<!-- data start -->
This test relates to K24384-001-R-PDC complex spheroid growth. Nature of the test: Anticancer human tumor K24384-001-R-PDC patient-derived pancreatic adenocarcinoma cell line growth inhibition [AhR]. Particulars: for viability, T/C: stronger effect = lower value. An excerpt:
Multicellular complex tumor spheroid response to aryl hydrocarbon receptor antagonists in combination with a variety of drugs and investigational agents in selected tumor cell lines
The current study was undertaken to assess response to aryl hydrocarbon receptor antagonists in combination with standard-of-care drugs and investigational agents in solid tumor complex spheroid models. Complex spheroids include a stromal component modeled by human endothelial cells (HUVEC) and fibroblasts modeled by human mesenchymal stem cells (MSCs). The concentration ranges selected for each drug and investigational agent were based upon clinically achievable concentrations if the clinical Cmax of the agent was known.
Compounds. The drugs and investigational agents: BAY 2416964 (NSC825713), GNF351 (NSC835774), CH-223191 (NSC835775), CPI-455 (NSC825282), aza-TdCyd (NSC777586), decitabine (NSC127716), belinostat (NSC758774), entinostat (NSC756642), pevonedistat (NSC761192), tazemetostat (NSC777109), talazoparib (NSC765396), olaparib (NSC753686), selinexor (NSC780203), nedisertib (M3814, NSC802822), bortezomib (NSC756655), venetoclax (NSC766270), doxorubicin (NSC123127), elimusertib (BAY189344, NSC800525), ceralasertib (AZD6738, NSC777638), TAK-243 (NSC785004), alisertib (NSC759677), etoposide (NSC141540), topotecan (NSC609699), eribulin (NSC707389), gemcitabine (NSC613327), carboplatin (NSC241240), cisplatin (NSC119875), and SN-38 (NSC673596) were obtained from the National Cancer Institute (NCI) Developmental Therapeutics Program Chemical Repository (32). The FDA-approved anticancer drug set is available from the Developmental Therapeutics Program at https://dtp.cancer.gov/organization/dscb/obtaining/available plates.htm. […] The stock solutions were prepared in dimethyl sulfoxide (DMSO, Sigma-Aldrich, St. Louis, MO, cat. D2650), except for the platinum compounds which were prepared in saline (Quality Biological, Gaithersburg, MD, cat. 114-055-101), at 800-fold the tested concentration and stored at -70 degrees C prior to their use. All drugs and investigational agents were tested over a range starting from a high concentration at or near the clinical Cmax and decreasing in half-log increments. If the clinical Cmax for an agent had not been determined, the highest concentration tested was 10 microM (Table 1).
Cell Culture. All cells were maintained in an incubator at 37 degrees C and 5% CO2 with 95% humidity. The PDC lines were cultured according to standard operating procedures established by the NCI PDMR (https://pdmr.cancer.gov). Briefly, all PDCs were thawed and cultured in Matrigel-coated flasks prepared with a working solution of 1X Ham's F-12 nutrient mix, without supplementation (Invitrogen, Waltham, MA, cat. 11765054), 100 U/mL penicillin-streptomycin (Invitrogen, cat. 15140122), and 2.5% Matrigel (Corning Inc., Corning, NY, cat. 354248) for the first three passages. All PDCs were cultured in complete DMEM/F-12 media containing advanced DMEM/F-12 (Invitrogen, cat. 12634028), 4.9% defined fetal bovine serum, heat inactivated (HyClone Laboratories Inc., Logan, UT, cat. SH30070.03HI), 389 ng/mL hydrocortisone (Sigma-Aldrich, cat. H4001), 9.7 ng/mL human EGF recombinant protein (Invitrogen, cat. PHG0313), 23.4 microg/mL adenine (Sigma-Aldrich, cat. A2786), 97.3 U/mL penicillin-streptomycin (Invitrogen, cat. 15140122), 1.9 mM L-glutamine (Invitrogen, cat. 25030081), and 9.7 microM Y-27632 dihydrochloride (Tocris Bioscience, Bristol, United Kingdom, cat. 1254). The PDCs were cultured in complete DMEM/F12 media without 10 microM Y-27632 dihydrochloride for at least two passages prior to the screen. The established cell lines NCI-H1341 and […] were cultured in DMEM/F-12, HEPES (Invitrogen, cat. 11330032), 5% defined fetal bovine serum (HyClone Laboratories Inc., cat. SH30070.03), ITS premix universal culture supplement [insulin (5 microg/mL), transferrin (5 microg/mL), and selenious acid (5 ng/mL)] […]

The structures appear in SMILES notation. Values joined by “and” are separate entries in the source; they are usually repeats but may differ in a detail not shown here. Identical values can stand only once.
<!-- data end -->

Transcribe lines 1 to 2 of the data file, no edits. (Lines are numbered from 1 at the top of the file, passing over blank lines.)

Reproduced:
This test relates to K24384-001-R-PDC complex spheroid growth. Nature of the test: Anticancer human tumor K24384-001-R-PDC patient-derived pancreatic adenocarcinoma cell line growth inhibition [AhR]. Particulars: for viability, T/C: stronger effect = lower value. An excerpt:
Multicellular complex tumor spheroid response to aryl hydrocarbon receptor antagonists in combination with a variety of drugs and investigational agents in selected tumor cell lines